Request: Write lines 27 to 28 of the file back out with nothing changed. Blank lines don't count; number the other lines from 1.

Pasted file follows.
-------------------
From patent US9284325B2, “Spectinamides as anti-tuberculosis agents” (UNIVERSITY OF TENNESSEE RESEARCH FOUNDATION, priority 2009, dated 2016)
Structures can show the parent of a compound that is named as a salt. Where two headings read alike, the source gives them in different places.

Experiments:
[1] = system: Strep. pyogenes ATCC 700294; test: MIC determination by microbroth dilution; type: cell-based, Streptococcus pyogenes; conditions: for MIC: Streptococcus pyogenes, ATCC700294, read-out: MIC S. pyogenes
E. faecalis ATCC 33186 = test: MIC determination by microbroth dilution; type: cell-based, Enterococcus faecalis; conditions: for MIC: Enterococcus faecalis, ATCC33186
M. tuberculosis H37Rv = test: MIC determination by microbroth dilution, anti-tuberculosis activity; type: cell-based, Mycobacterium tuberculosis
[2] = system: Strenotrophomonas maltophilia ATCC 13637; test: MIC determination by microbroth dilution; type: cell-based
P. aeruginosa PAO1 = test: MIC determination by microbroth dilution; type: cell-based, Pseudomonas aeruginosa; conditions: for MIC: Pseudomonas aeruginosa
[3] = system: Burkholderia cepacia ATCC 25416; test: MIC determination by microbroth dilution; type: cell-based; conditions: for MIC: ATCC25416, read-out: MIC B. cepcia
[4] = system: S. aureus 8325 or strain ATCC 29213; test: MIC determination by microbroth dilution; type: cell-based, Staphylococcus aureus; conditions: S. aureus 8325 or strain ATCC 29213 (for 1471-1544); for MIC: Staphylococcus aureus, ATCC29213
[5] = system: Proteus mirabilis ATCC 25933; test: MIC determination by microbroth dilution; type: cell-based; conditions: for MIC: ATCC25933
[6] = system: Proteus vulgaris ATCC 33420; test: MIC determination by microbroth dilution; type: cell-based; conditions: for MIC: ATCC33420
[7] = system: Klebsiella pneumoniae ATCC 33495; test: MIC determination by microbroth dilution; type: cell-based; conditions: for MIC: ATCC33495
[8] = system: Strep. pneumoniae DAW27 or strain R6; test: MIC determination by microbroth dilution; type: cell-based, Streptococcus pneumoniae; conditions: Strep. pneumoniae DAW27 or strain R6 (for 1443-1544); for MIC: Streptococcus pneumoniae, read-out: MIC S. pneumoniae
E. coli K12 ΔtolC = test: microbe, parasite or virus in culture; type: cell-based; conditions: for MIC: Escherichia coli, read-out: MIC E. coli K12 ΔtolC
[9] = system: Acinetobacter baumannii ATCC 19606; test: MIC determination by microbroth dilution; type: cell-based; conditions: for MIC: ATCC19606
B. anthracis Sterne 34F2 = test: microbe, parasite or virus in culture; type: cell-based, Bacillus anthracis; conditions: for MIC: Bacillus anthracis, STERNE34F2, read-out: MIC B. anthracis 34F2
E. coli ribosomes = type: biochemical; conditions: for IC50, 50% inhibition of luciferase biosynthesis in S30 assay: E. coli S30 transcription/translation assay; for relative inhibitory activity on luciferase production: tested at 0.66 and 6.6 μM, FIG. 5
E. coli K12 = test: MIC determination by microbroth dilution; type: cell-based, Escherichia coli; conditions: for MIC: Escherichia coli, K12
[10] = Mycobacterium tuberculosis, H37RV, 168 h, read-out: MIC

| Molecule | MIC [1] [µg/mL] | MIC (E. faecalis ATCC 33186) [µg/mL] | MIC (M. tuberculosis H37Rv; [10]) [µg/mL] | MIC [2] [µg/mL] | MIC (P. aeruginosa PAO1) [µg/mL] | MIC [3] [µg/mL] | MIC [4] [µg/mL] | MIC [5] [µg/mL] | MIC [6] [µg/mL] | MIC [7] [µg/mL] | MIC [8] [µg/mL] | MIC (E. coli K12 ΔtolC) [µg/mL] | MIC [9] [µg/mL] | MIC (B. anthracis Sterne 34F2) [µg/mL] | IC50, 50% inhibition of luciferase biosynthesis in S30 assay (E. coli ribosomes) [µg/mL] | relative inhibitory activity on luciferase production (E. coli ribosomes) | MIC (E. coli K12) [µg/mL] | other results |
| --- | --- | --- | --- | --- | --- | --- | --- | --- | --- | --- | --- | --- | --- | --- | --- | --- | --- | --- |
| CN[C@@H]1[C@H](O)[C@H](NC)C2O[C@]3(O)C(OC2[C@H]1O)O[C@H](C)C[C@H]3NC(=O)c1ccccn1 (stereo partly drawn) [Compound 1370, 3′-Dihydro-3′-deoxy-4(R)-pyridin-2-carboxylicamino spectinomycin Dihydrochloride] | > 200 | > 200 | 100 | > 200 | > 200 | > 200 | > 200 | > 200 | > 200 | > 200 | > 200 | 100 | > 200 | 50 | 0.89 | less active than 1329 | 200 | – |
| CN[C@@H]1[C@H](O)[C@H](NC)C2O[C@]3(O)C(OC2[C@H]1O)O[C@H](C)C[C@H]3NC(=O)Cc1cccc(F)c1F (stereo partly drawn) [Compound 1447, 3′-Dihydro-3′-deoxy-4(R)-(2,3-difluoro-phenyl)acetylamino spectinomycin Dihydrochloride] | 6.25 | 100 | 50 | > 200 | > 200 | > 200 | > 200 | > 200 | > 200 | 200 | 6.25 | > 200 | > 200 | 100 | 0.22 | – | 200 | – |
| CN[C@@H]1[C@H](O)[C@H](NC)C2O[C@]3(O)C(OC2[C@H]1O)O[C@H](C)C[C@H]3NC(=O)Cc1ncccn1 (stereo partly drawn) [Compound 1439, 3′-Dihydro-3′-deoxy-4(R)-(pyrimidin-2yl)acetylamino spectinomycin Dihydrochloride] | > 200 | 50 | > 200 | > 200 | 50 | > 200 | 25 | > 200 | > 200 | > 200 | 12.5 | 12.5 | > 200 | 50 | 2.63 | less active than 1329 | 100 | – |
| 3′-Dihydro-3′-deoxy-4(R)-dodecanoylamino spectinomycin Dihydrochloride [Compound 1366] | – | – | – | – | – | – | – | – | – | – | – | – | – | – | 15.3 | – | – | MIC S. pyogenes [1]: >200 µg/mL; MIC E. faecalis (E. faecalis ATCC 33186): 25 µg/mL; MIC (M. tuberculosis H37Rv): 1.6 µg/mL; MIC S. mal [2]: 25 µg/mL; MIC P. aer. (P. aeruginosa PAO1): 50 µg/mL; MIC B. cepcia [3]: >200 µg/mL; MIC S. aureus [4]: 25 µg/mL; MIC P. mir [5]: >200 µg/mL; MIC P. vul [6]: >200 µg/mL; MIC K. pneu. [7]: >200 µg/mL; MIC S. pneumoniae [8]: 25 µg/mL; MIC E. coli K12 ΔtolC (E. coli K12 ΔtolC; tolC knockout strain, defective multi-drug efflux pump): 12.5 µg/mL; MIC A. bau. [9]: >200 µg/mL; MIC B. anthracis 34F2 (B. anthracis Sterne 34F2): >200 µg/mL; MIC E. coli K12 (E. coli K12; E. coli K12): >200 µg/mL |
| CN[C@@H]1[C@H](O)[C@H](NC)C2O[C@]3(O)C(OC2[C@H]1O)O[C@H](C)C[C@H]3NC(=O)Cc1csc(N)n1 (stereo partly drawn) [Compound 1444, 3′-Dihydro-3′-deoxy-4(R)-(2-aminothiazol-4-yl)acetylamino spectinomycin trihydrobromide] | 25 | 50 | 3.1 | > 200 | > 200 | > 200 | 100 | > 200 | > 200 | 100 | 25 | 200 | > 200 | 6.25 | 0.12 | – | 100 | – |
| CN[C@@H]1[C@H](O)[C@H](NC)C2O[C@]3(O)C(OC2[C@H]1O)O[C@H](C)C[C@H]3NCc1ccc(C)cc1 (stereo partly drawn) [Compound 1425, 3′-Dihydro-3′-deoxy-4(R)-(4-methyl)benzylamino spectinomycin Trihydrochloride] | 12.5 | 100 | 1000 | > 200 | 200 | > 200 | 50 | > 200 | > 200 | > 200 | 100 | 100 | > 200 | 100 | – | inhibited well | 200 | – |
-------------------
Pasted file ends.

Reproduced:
| CN[C@@H]1[C@H](O)[C@H](NC)C2O[C@]3(O)C(OC2[C@H]1O)O[C@H](C)C[C@H]3NC(=O)Cc1csc(N)n1 (stereo partly drawn) [Compound 1444, 3′-Dihydro-3′-deoxy-4(R)-(2-aminothiazol-4-yl)acetylamino spectinomycin trihydrobromide] | 25 | 50 | 3.1 | > 200 | > 200 | > 200 | 100 | > 200 | > 200 | 100 | 25 | 200 | > 200 | 6.25 | 0.12 | – | 100 | – |
| CN[C@@H]1[C@H](O)[C@H](NC)C2O[C@]3(O)C(OC2[C@H]1O)O[C@H](C)C[C@H]3NCc1ccc(C)cc1 (stereo partly drawn) [Compound 1425, 3′-Dihydro-3′-deoxy-4(R)-(4-methyl)benzylamino spectinomycin Trihydrochloride] | 12.5 | 100 | 1000 | > 200 | 200 | > 200 | 50 | > 200 | > 200 | > 200 | 100 | 100 | > 200 | 100 | – | inhibited well | 200 | – |